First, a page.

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A manual has been produced to assist field experts working on the Urban Case Studies Contract ‘Good practice in urban development: Projects and approaches supported by the European Regional Development Fund during the 2007-2013 programming period’.

It starts off by discussing the role of case studies in promoting good practice in Europe. It then describes in detail the approach adopted for this study, which involves interviewing key actors and representatives of different groups of stakeholders, and completing a detailed analytical template. Based on this, the expert then produces a journalistic account and a half-page executive summary of the case. A six line ‘stand first’ is produced to summarise the project.

The 2007-2013 period saw the mainstreaming of the urban dimension in cohesion policy, as a result of which all urban areas have become potential beneficiaries of the EU structural funds. EU ministers have endorsed a political agenda for urban development in Europe which fosters the integrated approach to urban development that is needed to overcome the limitations of a sectoral and fragmented approach to urban questions.

Concomitantly, there is a risk that the Europe 2020 Strategy remains trapped in a growth paradigm that ignores the ambiguities and problems in reconciling the principles of economic competitiveness, social cohesion and environmental sustainability. It is particularly in the cities that these tensions are played out.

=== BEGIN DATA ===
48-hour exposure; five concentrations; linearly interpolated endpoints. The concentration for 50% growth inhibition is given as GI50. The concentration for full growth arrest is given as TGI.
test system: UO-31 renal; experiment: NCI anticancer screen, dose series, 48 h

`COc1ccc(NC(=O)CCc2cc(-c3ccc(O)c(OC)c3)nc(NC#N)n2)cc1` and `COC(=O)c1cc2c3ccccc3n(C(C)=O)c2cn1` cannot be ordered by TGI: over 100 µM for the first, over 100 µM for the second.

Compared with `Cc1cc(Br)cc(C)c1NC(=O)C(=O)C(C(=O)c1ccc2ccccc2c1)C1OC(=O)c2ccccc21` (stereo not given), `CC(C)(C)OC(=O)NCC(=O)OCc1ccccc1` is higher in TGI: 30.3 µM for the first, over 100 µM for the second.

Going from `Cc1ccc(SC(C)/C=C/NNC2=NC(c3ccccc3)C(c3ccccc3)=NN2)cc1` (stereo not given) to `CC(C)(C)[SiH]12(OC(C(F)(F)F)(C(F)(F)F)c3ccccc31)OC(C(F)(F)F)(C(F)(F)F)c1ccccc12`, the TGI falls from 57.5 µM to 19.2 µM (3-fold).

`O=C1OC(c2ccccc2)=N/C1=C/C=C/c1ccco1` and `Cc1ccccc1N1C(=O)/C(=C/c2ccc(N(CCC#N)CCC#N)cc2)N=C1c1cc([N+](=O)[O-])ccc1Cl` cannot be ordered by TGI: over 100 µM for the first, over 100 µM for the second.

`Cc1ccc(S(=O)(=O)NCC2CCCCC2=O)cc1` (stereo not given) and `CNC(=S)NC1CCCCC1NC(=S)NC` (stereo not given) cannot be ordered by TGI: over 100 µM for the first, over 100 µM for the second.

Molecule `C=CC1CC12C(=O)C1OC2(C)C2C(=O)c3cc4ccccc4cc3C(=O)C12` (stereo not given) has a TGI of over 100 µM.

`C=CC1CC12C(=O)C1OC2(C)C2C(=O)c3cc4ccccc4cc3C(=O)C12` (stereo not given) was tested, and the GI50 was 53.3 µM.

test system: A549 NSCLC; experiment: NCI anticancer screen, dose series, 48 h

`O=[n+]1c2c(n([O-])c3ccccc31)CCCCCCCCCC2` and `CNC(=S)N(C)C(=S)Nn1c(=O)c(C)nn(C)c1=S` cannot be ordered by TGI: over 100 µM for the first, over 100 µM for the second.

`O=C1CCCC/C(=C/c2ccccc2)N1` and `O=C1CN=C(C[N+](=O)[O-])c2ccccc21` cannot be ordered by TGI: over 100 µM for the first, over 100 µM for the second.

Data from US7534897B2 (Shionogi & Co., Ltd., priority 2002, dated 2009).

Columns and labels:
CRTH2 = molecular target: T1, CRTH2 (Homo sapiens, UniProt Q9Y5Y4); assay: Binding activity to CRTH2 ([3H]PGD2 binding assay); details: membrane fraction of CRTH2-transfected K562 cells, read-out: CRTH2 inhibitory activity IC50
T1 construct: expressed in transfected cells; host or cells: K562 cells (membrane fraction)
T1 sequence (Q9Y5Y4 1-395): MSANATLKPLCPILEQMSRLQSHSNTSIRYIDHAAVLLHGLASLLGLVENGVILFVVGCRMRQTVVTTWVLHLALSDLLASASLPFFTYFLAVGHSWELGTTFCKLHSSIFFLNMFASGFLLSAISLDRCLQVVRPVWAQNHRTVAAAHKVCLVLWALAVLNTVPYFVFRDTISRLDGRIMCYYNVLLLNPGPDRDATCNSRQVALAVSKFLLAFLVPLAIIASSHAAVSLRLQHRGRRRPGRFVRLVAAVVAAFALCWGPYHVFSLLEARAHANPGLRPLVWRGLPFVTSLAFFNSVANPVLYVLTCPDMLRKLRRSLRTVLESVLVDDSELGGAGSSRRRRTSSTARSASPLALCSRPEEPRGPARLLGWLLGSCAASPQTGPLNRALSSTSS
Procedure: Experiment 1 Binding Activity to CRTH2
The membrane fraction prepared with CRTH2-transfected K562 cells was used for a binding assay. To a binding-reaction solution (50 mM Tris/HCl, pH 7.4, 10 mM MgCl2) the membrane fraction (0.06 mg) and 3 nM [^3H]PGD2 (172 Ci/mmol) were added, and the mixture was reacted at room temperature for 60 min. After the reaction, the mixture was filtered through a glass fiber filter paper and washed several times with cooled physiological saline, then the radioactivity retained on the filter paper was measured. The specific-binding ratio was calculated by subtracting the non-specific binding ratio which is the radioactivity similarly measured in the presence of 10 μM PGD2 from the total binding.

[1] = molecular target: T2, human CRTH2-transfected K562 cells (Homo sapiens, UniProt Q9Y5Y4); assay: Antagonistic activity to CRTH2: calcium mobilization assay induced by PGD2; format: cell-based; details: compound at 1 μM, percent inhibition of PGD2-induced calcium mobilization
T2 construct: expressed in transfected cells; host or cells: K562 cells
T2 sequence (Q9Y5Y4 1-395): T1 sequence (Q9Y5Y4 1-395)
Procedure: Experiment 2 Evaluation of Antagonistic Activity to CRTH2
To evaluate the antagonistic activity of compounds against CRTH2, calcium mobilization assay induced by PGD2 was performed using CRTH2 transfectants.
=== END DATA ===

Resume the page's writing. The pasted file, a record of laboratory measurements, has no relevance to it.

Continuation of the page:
This final report provides learning around eight themes encompassing and systematising different types of urban interventions that have been developed during the programme period 2007-2013. Chapters 3 to 5 on smart, sustainable and inclusive growth discuss concrete examples of urban practices which directly relate to the recent Europe 2020 Strategy. Chapter 6 addresses integrated urban development operations as set out in Article 8 of the ERDF regulation. Chapter 7 looks at how the ERDF has been used to support housing improvements with a particular focus on marginalised groups, and takes account of changes in the regulatory provisions. Chapter 8 examines the role of financial engineering approaches, particularly those under Article 44 of the general regulation – the so-called JESSICA-type funds. Chapter 9 looks at local empowerment and public participation, which are key elements of the Leipzig Charter. Chapter 10 focuses on cooperation and networking and in particular the role of the INTERREG IVC and URBACT programmes in translating policy learning into concrete projects. The conclusions provide an overall view of the main messages resulting from this study.

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A team of experts was chosen for their professional skills and capacity to conduct interviews in the local language and to make a sound analysis of urban development projects in their geographical vicinity.

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